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date: 22 April 2019

Modern Armenia

This is an advance summary of a forthcoming article in the Oxford Research Encyclopedia of Asian History. Please check back later for the full article.

Modern Armenia emerged in 1918 when the Republic of Armenia was established as a sovereign state after centuries of foreign rule. However, the republic hardly survived the calamitous consequences of war. Moreover, thousands of Armenian refugees generated by the genocidal policies of the Young Turk regime ruling in Constantinople arrived in the republic. The new government lacked the resources necessary for a functioning economy and polity, and the unfolding military conflicts led to its demise and sovietization after the Bolsheviks consolidated power in Yerevan in 1921. The communist regime established a dictatorial system in Soviet Armenia, as it did across the Soviet Union; the most severe brutalities were experienced under Joseph Stalin in the 1930s. Despite the political difficulties, Soviet Armenia was an economic success in the long term, as the government under Stalin forced industrialization and urbanization. Armenians also benefited from the cultural developments of the 1950s and 1960s, stemming largely from Premier Nikita Khrushchev’s reform-oriented policies. By the 1970s, however, under the new premier, Leonid Brezhnev, Armenia’s economy had grown stagnant, and in the early 1980s, his successors, Yuri Andropov and Konstantin Chernenko, failed to ameliorate Armenia’s economic conditions, at which time the Soviet regime began to experience a political legitimacy crisis. In the meantime, nationalism emerged as a powerful force across the Soviet Union, and calls for secession from Moscow grew louder among the Soviet satellite nations. Premier Mikhail Gorbachev’s experimentation with perestroika and glasnost failed to reverse the loss of legitimacy, a situation further exacerbated in Soviet Armenia in the aftermath of the December 1988 earthquake and the escalating military conflict in Nagorno-Karabagh.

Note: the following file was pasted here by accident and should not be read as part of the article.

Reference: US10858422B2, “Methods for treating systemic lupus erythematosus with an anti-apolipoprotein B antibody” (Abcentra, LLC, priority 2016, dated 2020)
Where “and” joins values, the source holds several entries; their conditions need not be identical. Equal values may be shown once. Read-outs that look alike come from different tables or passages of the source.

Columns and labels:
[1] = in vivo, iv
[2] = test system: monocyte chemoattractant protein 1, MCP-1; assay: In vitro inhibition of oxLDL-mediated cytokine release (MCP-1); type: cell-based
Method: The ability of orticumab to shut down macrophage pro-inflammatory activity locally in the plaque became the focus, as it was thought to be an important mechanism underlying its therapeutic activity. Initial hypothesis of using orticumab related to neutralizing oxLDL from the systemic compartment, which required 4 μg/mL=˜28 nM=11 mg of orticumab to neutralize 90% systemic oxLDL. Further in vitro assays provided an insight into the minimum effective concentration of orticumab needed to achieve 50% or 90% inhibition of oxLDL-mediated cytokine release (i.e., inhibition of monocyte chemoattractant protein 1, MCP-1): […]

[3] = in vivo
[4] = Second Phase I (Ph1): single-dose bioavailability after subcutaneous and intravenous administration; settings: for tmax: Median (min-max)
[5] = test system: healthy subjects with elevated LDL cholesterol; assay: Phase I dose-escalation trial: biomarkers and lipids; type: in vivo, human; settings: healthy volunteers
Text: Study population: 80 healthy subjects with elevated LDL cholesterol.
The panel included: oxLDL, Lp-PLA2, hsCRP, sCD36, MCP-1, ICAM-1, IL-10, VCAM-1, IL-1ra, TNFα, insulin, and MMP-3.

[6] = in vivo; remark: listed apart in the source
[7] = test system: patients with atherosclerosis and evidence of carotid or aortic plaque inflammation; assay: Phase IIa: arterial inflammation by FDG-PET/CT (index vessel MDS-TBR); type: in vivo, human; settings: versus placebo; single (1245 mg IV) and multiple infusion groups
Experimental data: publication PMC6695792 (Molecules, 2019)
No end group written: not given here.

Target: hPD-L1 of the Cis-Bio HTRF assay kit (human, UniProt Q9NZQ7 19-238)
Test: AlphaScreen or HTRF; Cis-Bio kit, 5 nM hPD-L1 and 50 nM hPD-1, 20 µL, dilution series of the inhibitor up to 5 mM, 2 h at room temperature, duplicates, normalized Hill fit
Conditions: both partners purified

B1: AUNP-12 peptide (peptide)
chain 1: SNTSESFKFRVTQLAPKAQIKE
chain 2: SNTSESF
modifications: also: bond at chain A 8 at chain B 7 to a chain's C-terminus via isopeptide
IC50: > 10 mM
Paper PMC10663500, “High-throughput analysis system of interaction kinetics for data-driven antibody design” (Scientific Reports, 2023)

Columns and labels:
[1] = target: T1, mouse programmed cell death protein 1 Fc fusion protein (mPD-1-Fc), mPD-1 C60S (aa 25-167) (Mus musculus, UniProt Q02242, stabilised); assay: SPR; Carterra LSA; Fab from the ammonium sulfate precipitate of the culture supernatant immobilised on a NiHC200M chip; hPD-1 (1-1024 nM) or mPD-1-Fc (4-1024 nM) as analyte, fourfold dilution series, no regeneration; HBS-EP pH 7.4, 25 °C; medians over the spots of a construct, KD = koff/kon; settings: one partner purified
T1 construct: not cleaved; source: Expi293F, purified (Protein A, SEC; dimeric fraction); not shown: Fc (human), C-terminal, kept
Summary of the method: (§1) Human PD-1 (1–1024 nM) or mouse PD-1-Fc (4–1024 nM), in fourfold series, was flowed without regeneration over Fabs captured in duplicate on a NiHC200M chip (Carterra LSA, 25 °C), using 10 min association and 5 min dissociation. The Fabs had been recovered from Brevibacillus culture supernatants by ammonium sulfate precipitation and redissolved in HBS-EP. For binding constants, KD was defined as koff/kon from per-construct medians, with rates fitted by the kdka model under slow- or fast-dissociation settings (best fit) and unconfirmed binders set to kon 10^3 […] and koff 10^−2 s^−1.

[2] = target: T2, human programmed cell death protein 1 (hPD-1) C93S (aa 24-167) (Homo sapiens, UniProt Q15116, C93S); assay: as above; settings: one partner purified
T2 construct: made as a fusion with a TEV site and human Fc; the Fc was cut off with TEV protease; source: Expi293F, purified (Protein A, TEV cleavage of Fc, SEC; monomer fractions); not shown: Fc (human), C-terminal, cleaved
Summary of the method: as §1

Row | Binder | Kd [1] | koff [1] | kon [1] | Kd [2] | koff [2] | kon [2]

The Soviet regime finally collapsed in 1991, creating an opportunity for a second declaration of independence for Armenian sovereign statehood. While independence from the Soviet Union energized the Armenian people and gave rise to expectations concerning their economic and political well-being in post-Soviet Armenia, the country became mired in the twin crises of recovering from the earthquake and surviving a war with Azerbaijan. Azerbaijan was supported by Turkey, which imposed a blockade on Armenia. Since its independence, the Republic of Armenia, under the leadership of three presidents—Levon Ter-Petrosyan, Robert Kocharyan, and Serge Sargsyan—has struggled to develop its economy and infrastructure and to address its chronic problems of poverty and unemployment. The country lacks the economic and financial ingredients necessary to develop a modern, competitive productive basis for competition in global markets. Systemic corruption has obstructed efforts to improve the situation. In addition, various government agencies have engaged in violations of human rights. Efforts by nascent civil society to advance civil and political rights and democratization in general have been undermined by state policies, including gross violations of citizens’ right in time of elections. The experiences gained after 25 years of independence offer little hope for democratization and economic development.